To Survive, Community Colleges Need to Stay True to Their Mission

While community colleges are known as a low-cost path to higher education, some might be shocked to learn that their enrollments took a steeper hit than the four-year sector in the first year of the Covid-19 pandemic. Usually, economic downturns help the two-year sector’s enrollments when learners are attracted by the more affordable tuition and … Continue reading “To Survive, Community Colleges Need to Stay True to Their Mission”


Did You Know? Another Pause on Student Loan Repayments

Student loans in the U.S. total nearly $1.7 trillion, and at the start of the COVID-19 pandemic, President Trump temporarily paused federal student loan payments and dropped interest rates to zero. The original suspension, which began on March 13, 2020, was only meant to last two months. It has now been extended by both President … Continue reading “Did You Know? Another Pause on Student Loan Repayments”


How Can Professors Inspire Students to Want to Learn?

COVID-19 has revolutionized how we think about online college teaching. Until last spring, two perspectives predominated. One argued that massively enrolled online classes presented by impressive teachers or prestigious universities would increase efficiency while preserving quality. The other worried about the quality of online classes, and that the gap between those able to afford in-person … Continue reading “How Can Professors Inspire Students to Want to Learn?”


Stith: “The Best Community College System in the Country”

In the past year, the North Carolina Community College system said goodbye to one president and gained another. After former president Peter Hans took up his new role as the head of the University of North Carolina system, the community college system began its search for a new leader.  In December 2020, Thomas Stith was … Continue reading “Stith: “The Best Community College System in the Country””


Did You Know? The Higher Ed Bureaucracy Won the Pandemic

An ill wind has buffeted higher education in the year of the plague. Workers have been laid off, the ranks of the professoriate have shrunk, and enrollment declines across the industry threaten the long-term finances of all but the most prestigious institutions. While the pain has not been as deep as some experts feared, a … Continue reading “Did You Know? The Higher Ed Bureaucracy Won the Pandemic”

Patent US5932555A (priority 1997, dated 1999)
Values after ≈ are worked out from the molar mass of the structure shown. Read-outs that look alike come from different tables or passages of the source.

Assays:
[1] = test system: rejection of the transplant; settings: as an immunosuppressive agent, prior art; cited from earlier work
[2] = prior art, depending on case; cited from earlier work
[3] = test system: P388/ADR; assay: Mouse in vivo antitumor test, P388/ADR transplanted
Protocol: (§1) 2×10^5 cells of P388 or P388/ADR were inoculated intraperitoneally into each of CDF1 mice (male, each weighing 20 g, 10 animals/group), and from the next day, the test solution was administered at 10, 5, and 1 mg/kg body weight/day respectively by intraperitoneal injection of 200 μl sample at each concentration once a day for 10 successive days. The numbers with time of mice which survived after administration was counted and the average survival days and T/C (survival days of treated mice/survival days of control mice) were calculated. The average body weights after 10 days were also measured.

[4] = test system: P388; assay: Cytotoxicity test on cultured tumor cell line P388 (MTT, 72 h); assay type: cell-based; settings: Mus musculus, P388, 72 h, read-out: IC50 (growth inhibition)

The Pandemic May Be Ending, But Student Anxiety Isn’t

Students have had to make many sacrifices over the past year, be they financial, academic, or personal. The sudden changes and conflicting campus policies have taken a significant toll on their well-being and mental health. After a lifetime of in-class learning alongside their peers, colleges pushed them off-campus and into de facto isolation via Zoom. … Continue reading “The Pandemic May Be Ending, But Student Anxiety Isn’t”


Did You Know? The Fight Over Campus Vaccine Mandates

As American higher ed prepares for the on-campus experience again, college leaders are encountering a problem: whether they can (or should) mandate the COVID-19 vaccine. The response varies by state and institution. In states like Utah and Texas, state legislatures have banned colleges and all state entities from requiring vaccines. Other places, like North Carolina, … Continue reading “Did You Know? The Fight Over Campus Vaccine Mandates”


Did You Know? College Enrollments Fall Again

Student enrollment dipped at the beginning of the pandemic, but the numbers went from bad to worse a year later. As Inside Higher Ed reported, spring undergraduate enrollment fell almost 6 percent compared to last year—with a 11 percent decline among community colleges. Colleges lost younger students between 18 and 20 the most: their enrollment … Continue reading “Did You Know? College Enrollments Fall Again”


Letter to the Editor: The “new normal” of learning

To the editor: In the midst of a global health crisis, suffering, fear and anxiety are to be expected. This should not surprise anyone. In fact, these have always been part of life. The anticipation of one’s mortality at different times—especially now—is unavoidable. Megan Zogby’s latest “Did You Know? Students Still Struggling with Mental Health?” … Continue reading “Letter to the Editor: The “new normal” of learning”


The Trouble with Faculty Hiring Booms in a Politicized Time

Most businesses and the general public had a brutal year in 2020—perhaps with the notable exceptions of Zoom and toilet paper manufacturers. Universities suffered as well, with enrollment drops and budget cuts forcing them to freeze hiring and salaries, furlough faculty and staff, and restrict spending. Some colleges even went insolvent, with many others on … Continue reading “The Trouble with Faculty Hiring Booms in a Politicized Time”